WOOLWICH TWP. – Woolwich Township has reached an agreement with Gloucester County to provide sewer service to the Route 322 Growth Corridor.
A prior agreement with Logan Township Municipal Utility Authority for sewer services had stalled when the Logan MUA wouldn’t guarantee the sewer capacity for the full build out of the Route 322 sewer area.
According to Woolwich Township Mayor Vernon Marino, he was told that the Gloucester County Utility Authority was going to run a sewer line from the Gloucester County Improvement Authority facility in South Harrison Township up to the Mantua Pumping Station in Mount Royal and would need to cross Route 322. Marino said it was logical for the township to approach them about sewer service for the Route 322 Growth Corridor. “They were going to cross 322 anyway,” said Marino.
The county has already begun design of their station at the landfill and already has Department of Environmental Protection approval. Marino said the facility was designed with enough capacity to handle the sewer needs for the full build out capacity of the Route 322 Growth Corridor.
According to Marino, Logan MUA wouldn’t guarantee this, so work on the sewer system had to stop. Full build out capacity had to be guaranteed by the sewer service provider to qualify for state loans, otherwise the township would have been bearing the total cost of the construction. The cost of the sewer construction will now be shared between the Gloucester County Improvement Authority and the township.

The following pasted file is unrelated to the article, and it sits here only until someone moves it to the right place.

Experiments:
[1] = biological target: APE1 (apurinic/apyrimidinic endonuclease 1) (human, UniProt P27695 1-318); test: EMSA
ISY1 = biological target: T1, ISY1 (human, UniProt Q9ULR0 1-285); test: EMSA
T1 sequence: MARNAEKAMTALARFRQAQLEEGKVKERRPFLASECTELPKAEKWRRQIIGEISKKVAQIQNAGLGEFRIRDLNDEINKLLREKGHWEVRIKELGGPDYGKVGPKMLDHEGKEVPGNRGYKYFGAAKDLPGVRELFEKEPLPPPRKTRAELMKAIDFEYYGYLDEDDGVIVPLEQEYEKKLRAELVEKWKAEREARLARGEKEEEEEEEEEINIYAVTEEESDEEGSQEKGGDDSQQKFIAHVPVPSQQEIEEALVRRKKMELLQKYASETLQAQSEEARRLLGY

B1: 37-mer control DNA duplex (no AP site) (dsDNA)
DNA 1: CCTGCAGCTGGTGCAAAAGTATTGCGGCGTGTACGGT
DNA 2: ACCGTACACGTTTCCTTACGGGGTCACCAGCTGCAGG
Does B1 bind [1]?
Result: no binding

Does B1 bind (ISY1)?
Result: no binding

In the new agreement, the Woolwich pump station will still be located on Locke Avenue and run east along Route 322 to the Harrison Township border and up Kings Highway to the Mantua Station in Mount Royal. The shared main extension north of Route 322 along Kings Highway will also provide a larger area for sewer in the Growth Center.
Marino said the properties west of Locke Avenue on Route 322 will not be serviced by township sewer because the property owners did not want it. Marino said they could hook up to Logan Township in the future. “This will save us $200,000 by not putting a manhole there,” he added.
Marino said that sewer installation would take 18 to 24 months and would not need any road reconstruction. The road construction occurring now is to widen Route 322 to five lanes with turn lanes and reconstruction of the Kings Highway intersection. Installation of sewer pipes would be done alongside or under any existing roadway.
Marino said that the current construction on Route 322 was delayed when crews hit a mismarked gas line. Construction should be switched to the other side of the highway in mid-October and then last three more weeks.
By Karen E. Viereck, Editor/Publisher